The true history of the U.S. since 1980, IMHO at least, is not Sean Wilentz's "Age of Reagan" but is instead composed of a half dozen or so deeper and broader tides, like:
1. The end of the Cold War
2. Other winner-take-all factors that have, in combination with education, pushed American income polarization back to Gilded Age levels.
3. The failure of American taxpayers to support their state and local governments in expanding funding for public education--and the impact of reduced public education effort in sharpening the distinction between rich and poor.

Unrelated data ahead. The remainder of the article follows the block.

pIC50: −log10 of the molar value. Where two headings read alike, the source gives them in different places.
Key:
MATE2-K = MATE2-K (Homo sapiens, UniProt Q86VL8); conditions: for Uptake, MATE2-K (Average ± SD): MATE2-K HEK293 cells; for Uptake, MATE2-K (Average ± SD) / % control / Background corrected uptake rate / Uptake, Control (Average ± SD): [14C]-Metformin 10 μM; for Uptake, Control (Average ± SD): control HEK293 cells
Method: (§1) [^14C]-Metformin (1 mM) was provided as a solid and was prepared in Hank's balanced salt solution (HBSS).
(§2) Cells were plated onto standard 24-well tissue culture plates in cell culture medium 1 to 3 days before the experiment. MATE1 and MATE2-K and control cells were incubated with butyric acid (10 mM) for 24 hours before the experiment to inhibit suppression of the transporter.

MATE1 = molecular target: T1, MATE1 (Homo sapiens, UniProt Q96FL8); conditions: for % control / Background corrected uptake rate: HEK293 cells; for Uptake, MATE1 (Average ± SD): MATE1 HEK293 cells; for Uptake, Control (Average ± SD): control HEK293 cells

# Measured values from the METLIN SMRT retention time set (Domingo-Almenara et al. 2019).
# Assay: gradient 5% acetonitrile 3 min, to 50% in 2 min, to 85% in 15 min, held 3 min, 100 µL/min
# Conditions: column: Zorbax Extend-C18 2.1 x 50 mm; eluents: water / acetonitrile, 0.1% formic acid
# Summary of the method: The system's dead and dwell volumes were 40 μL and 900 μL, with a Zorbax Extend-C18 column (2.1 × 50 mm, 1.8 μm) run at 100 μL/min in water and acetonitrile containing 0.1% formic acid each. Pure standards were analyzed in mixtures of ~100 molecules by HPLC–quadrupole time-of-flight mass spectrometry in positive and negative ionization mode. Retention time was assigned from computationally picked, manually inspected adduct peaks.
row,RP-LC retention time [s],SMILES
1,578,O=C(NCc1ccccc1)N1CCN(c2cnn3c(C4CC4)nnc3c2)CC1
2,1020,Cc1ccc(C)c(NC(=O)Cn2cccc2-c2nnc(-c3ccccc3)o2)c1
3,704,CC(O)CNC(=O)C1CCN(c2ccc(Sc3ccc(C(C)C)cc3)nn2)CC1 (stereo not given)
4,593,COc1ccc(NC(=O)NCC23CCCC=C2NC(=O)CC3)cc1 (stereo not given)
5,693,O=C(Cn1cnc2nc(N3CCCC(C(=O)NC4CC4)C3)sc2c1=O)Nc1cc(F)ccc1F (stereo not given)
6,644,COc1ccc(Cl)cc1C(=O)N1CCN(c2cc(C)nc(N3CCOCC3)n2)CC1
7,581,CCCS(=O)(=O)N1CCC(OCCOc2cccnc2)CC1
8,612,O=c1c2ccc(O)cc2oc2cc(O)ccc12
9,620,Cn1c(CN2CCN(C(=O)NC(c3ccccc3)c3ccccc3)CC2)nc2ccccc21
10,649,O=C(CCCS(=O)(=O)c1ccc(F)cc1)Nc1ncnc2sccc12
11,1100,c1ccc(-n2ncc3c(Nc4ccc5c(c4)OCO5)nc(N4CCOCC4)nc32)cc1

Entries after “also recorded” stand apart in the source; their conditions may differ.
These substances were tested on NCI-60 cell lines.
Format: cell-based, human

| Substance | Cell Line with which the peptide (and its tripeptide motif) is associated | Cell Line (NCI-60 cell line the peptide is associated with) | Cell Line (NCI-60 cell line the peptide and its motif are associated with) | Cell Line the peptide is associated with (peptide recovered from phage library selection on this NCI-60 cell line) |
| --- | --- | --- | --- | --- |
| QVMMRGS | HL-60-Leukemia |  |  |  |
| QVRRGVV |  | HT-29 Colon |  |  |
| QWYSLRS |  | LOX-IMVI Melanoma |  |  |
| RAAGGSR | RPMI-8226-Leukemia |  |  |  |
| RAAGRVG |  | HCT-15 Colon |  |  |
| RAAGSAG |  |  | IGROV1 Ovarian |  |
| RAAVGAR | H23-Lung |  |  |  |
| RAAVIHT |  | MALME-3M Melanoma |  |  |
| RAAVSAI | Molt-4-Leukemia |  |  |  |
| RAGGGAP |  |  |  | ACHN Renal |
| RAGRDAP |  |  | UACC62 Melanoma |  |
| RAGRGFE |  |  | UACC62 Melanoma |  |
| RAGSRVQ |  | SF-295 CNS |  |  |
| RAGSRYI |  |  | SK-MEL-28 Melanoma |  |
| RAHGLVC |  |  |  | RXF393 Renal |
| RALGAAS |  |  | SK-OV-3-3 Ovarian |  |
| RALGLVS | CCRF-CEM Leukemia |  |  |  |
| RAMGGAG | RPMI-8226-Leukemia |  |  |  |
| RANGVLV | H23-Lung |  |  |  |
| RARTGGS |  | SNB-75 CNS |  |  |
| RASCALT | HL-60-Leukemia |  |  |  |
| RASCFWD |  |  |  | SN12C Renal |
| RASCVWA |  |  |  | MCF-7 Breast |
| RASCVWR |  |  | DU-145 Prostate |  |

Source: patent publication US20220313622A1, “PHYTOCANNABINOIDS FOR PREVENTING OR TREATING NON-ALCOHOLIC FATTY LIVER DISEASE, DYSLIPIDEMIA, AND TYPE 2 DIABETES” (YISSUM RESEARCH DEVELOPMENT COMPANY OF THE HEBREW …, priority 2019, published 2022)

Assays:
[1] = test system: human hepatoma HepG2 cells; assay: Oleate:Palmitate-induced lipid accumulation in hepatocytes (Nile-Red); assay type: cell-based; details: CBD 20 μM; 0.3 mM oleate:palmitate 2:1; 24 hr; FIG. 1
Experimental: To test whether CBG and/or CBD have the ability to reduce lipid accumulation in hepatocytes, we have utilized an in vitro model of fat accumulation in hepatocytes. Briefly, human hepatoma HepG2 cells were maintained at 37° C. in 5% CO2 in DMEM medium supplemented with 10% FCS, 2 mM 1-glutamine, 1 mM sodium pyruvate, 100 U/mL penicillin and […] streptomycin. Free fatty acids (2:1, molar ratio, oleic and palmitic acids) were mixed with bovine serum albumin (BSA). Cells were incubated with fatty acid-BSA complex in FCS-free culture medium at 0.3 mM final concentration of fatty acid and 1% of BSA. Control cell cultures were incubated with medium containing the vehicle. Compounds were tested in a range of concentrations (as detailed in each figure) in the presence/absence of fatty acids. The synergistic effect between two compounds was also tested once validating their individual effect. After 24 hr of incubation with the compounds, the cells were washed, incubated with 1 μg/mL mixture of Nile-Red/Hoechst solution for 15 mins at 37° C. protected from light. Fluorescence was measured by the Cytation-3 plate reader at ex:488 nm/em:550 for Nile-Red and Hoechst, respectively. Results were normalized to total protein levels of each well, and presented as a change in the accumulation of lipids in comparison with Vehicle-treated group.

4. The computer revolution in productivity growth.
5. The rise of China (and soon, we hope, India) as industrial powers.
6. The extraordinary social liberalization of America
Tyler Cowen quarrels with number 3, and I will quarrel even harder. No one who claims to be reality-based would argue that (a) spending on public education has fallen or (b) that spending on public education makes a large difference. Brad DeLong needs to spend some time with James Heckman.
I don't think you can tell the story of the last quarter century without saying something about assortative mating. Also, keep in mind what Kay Hymowitz calls Marriage and Caste, in which affluent people are more likely to have their children within marriage and to remain married, while less-affluent people have out-of-wedlock children and higher divorce rates.